By Grant Morrison, Ben Oliver & Dan Brown
Grant Morrison continues his exploration of the multiverse on Earth-16. In this universe, the offspring of the great superheroes live in a world where the criminal element poses no real threat. Due to this, they live a life of decadence and reenact previous battles to fend off boredom. Then, one of them commits suicide after reading a comic book…
This book is a laborious read. Morrison tries to explore many themes and concepts that, if fleshed out properly, would make this an exemplary issue. Due to the size constraints of the issue, all these elements come off as half-done ideas; too much in one comic. The notion of examining the children of heroes is not new; Mark Millar does it to great effect in Jupiter’s Legacy. The death of one of their own definitely calls to mind Identity Crisis. The structure is also a bit incoherent. The transitions between sequences are not smooth at all. Readers will go back feeling as if they missed something on the previous panel or page. Again, this looks to be a consequence of the length limit.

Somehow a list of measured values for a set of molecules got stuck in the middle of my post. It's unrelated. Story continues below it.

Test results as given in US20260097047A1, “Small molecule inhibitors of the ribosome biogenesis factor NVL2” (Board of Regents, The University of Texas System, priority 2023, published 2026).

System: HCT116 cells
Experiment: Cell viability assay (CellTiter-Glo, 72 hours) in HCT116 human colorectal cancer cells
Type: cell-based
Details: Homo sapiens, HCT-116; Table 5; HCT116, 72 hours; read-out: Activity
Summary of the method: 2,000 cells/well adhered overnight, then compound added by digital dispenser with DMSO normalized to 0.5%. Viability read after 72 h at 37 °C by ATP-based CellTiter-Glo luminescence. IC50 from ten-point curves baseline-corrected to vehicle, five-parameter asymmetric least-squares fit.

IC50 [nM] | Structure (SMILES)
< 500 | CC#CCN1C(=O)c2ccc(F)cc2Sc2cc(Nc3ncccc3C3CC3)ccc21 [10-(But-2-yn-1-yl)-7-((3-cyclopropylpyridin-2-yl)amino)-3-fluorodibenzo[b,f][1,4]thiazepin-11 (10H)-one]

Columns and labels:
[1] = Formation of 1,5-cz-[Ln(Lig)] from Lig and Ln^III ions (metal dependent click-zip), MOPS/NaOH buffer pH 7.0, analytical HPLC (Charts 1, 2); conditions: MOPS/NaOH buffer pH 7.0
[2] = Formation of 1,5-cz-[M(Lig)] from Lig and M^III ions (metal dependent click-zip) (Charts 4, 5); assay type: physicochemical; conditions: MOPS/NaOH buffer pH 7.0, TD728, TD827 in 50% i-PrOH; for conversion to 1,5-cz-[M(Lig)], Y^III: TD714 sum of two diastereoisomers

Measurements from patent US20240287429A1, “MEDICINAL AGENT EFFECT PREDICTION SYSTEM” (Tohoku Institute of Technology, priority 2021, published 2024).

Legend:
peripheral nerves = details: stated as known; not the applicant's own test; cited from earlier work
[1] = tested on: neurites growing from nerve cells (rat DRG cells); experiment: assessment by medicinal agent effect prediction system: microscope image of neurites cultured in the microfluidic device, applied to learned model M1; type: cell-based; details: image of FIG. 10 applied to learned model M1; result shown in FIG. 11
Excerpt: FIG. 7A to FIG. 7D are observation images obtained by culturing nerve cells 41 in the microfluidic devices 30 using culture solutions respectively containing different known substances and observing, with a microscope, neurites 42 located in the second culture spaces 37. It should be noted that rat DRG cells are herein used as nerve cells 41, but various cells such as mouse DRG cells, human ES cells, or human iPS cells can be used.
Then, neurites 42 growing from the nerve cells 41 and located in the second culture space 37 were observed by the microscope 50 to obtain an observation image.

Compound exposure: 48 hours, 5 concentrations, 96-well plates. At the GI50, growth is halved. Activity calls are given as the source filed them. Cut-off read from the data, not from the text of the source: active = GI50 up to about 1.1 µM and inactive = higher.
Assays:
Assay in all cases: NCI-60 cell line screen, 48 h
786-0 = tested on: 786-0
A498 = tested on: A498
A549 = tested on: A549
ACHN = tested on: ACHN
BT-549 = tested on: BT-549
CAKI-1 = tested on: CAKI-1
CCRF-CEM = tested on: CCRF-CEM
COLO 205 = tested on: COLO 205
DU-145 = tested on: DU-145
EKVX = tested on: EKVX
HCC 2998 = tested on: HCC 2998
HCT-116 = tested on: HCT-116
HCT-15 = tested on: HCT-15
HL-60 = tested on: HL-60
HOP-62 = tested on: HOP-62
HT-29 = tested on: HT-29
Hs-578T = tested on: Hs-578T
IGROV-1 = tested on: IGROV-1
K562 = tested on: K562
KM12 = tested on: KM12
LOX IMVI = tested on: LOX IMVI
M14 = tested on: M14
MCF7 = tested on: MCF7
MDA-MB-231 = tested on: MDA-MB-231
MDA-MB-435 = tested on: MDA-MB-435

Perhaps the saving grace of The Just is Ben Oliver and Dan Brown’s work on the book. The panels have a wonderful painted texture to them. I equate it to a smoother version of Alex Maleev’s style. The imagery is very powerful, especially when the reenacted fight is depicted. Seeing the “heroes” take down Red Amazo…just awesome!
This comic is a bit of a letdown considering it’s from Grant Morrison. There are some great golden nuggets laden within the material, but they are just glossed over. This story would make for an excellent graphic novel or mini-series. Since this is the third issue in the Multiversity run, it’s worth picking up, just don’t expect to be blown away.